Still Out There, Amanita virosa

Dave R.'s picture

I have recently been discussing with the club leaders some things we might do to improve the foray next year.  One of the topics we have been discussing is trying to bring additional experts to the event.  But we don't want to leave the beginning mushroomers behind, so I have been thinking about including a session on "Getting Started in Mushrooming" or "Welcome to the World of Mushrooms" or "Mushrooms From the Ground Up" or something like that.  Anyhow, one emphasis of such a session might be identification of a few common mushrooms every hunter should know. 

Sporadically through the summer I have found a mushroom every mushroom hunter should know.  That mushroom is the deadly Amanita complex of A. virosa, A. verna, and A. bisporigera.  These similar looking, pure white mushrooms are known by the common name of "Destroying Angel."  I have found them on five occasions as I recall this summer, so they are common in this area.  There are two patches of them within a stone's throw of my home in Huntingdon County.  It has been dry here most of the summer, so most of the specimens I have found to date have been fairly small.  This morning after the recent heavy rains, however, I found a fairy ring of relatively large specimens growing under a large white oak tree in a neighbor's yard.  I collected one for the photo below.  These attractive white mushrooms looked good enough to eat, but every mushroom hunter should know that they are dangerously poisonous.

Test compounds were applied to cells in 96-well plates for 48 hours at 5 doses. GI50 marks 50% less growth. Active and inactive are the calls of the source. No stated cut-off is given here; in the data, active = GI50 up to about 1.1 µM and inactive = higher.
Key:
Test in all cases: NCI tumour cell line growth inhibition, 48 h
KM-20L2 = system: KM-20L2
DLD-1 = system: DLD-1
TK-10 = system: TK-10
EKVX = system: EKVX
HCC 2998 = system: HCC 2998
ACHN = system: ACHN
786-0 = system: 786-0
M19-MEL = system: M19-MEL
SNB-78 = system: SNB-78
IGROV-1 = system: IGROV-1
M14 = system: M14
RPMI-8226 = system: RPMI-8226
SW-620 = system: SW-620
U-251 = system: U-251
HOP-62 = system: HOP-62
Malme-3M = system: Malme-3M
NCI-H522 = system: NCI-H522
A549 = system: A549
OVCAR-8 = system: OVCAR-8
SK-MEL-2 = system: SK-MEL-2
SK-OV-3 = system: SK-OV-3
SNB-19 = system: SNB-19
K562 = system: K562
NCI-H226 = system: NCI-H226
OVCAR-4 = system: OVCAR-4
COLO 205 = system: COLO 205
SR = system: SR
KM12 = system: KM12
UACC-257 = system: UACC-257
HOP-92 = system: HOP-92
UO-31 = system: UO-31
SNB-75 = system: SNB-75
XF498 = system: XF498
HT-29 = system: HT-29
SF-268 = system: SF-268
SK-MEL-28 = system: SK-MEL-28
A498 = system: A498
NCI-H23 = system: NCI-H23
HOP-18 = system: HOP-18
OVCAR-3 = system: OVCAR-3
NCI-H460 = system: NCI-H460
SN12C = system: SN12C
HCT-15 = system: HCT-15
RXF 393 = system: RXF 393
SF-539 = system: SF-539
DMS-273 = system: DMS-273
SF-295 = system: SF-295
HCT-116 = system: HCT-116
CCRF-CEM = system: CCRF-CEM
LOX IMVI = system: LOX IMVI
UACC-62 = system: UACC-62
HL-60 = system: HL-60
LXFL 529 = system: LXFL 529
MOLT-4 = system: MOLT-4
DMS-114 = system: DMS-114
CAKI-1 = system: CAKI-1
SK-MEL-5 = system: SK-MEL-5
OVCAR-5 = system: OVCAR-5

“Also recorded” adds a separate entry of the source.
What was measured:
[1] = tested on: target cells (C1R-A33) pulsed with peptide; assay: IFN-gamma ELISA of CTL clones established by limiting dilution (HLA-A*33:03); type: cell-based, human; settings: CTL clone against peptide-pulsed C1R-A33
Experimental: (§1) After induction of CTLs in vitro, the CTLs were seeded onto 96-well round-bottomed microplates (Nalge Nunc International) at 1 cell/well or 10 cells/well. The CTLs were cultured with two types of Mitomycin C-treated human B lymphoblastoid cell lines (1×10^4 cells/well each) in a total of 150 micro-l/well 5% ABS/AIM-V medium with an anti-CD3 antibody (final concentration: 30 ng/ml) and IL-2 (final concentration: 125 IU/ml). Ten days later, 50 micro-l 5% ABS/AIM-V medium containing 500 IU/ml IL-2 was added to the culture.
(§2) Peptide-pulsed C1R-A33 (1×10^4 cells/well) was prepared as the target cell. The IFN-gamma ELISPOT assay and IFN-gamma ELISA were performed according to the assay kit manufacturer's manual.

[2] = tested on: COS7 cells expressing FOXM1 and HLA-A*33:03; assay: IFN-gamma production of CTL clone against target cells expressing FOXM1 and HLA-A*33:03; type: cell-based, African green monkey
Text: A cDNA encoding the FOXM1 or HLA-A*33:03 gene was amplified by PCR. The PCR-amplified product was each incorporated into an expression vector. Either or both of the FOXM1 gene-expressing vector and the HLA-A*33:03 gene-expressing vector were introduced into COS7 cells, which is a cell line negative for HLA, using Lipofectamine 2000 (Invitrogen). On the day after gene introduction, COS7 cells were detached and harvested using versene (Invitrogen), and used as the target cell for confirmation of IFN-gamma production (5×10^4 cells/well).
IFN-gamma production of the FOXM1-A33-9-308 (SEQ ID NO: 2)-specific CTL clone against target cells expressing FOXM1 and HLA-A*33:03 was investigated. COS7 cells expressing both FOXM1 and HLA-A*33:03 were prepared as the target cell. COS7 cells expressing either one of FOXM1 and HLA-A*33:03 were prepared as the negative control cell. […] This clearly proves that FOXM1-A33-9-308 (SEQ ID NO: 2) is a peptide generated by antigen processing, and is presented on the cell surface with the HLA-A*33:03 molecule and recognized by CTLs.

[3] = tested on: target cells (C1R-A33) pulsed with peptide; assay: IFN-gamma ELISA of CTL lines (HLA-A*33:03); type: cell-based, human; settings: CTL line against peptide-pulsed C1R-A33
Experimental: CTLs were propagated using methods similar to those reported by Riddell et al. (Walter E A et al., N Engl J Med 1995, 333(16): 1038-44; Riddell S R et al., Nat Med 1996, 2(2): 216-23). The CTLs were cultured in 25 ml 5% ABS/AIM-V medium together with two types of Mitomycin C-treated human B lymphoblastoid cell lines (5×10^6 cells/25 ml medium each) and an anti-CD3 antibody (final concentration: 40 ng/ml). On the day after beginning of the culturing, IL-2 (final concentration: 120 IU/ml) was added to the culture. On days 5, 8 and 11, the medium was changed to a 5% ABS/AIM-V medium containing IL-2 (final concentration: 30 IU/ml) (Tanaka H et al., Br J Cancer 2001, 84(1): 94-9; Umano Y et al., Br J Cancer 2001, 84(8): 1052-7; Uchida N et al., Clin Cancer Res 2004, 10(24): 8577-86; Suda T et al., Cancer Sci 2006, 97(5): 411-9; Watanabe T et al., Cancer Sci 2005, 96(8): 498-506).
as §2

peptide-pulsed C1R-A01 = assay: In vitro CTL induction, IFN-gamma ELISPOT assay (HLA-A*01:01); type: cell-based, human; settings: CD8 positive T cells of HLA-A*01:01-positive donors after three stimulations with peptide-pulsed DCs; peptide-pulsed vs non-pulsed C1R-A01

I did a blog on this deadly mushroom last summer, showing it in several stages of development, see link below.  I thought it was worth posting another one so this mushroom is always in the back of every hunter's mind and can never be mistaken for an edible variety.  Notice the shape - relatively tall and slender.  Notice the color - white above and more importantly, below.  Notice the base - bulbous and with a residual cup.  Notice the ring - relatively large, like a skirt.  As with all mushrooms, some of these characteristics will vary and the skirt may not be present.  In this case the stem is noticeably scaled.  This may be an indication the species is virosa, or it may just be an environmental artifact.  Get to know this distinctive mushroom thoroughly and avoid consuming anything resembling it, and you need not fear accidentally consuming one of the most dangerous mushrooms in the Pennsylvania woods.